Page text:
Massachusetts Attorney General Maura Healey has unveiled a new, “easier and more efficient” way to notify her office of data breaches. The Massachusetts Attorney General’s Office has created an online portal and web form for submitting data breach notifications.  An email announcing the changes was transmitted this week to attorneys who have previously filed data breach notices on behalf of clients. The email requested our “assistance in passing the message along,” which we are hereby doing.

Attorney General Healey stated, “This new feature allows businesses to more efficiently report data breaches so we can take action and share information with the public.”  The Attorney General Office’s website will soon include a publicly accessible database of data breaches reported to the Office. Other states, including California and Maryland, have similar public databases.

Continue Reading Massachusetts Attorney General Launches Online Data Breach Reporting Portal

Lyft recently confirmed that it is investigating whether its employees were accessing its customer database without appropriate authorization to obtain personal information, including rides taken by Facebook CEO Mark Zuckerberg. The investigation was announced less than six months after Uber entered into a Federal Trade Commission (FTC) consent order to resolve allegations of similar behavior by its own employees.

The investigation demonstrates the importance of revisiting internal compliance measures in the wake of legal developments that may be relevant to a particular company or industry. Companies need to maintain comprehensive privacy programs to ensure the confidentiality of the personal information that they collect.  Such programs should include, at a minimum: Continue Reading Lyft Employees Demonstrate Need for Privacy Compliance Management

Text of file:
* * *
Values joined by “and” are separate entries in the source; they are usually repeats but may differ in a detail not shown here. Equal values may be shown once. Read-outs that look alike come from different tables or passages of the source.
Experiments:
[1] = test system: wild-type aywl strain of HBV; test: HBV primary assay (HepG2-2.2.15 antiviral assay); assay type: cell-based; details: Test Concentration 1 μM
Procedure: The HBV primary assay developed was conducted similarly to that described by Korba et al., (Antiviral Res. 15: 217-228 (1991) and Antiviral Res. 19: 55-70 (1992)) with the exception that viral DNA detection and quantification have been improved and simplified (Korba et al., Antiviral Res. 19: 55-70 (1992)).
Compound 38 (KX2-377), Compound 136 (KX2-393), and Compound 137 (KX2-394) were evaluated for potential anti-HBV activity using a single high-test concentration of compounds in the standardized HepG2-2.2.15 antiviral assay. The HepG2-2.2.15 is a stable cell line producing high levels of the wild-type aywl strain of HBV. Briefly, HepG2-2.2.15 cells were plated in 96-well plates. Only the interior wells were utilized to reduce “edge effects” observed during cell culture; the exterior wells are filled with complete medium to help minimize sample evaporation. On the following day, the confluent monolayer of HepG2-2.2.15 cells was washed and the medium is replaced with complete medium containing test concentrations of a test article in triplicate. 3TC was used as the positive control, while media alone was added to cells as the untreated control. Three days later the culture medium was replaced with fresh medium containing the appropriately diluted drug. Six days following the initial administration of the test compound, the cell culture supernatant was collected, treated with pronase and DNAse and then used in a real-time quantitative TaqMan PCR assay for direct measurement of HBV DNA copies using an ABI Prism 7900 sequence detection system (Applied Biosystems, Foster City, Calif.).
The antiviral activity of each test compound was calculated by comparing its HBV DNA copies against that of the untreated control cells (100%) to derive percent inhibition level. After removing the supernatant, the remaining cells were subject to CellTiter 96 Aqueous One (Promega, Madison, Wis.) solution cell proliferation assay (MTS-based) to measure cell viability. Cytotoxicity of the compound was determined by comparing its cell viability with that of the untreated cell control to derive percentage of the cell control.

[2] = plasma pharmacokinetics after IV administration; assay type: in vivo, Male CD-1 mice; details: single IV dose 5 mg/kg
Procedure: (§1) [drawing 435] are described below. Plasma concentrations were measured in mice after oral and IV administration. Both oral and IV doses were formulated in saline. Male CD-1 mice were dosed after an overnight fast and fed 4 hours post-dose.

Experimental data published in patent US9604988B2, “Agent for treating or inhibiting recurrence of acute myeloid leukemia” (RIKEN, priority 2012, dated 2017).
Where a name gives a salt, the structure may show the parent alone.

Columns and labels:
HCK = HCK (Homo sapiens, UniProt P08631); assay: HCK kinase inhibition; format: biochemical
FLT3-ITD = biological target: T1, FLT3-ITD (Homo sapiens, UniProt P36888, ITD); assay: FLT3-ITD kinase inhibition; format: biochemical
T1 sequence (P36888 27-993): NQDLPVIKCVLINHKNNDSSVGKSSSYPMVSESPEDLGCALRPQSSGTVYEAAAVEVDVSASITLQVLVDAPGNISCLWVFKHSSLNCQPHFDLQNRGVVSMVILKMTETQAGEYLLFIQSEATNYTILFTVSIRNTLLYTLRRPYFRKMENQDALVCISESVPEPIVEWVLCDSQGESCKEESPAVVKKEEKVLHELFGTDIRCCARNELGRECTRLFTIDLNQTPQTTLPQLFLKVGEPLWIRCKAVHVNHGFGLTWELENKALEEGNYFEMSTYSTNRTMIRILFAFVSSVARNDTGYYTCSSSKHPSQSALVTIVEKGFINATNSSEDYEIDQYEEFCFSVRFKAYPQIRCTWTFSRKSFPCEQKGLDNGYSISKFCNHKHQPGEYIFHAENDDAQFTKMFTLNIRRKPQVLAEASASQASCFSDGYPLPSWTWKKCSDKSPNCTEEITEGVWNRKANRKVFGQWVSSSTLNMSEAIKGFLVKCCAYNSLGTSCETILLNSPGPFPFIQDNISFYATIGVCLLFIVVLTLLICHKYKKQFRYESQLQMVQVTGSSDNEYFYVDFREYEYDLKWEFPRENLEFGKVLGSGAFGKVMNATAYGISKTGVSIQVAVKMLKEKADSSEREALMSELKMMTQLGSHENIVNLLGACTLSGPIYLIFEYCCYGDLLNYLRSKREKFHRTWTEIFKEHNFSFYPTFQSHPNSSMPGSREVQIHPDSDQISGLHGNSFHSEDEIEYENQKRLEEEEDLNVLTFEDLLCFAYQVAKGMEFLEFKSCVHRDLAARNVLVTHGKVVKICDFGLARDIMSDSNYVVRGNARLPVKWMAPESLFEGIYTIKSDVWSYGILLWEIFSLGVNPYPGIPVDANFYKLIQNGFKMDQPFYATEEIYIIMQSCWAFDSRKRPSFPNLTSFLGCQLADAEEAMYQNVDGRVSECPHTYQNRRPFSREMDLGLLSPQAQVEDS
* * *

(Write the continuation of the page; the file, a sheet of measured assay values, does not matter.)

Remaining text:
Federal contractors may soon be required to meet heightened requirements for information security under two new proposed rules issued by the General Services Administration (GSA). The first proposed rule, GSAR Case 2016-G511 “Information and Information Systems Security,” will require that federal contractors “protect the confidentiality, integrity and availability of unclassified GSA information and information systems from cybersecurity vulnerabilities and threats in accordance with the Federal Information Security Modernization Act of 2014 and associated Federal cybersecurity requirements.”  This proposed rule builds on new cybersecurity requirements mandated by the Department of Defense for federal contractors, DFARS Section 252.204-7012 which recently became effective. Continue Reading Proposed GSA Rules Will Require Federal Contractors to Meet New Cybersecurity Standards

Add South Dakota (site of Ballard’s newest office) and North Carolina to the list of states considering new data security legislation. South Dakota is poised to become the 49th state to enact a data breach notification law, while North Carolina is considering a very significant expansion of its existing law.

Will South Dakota Become No. 49?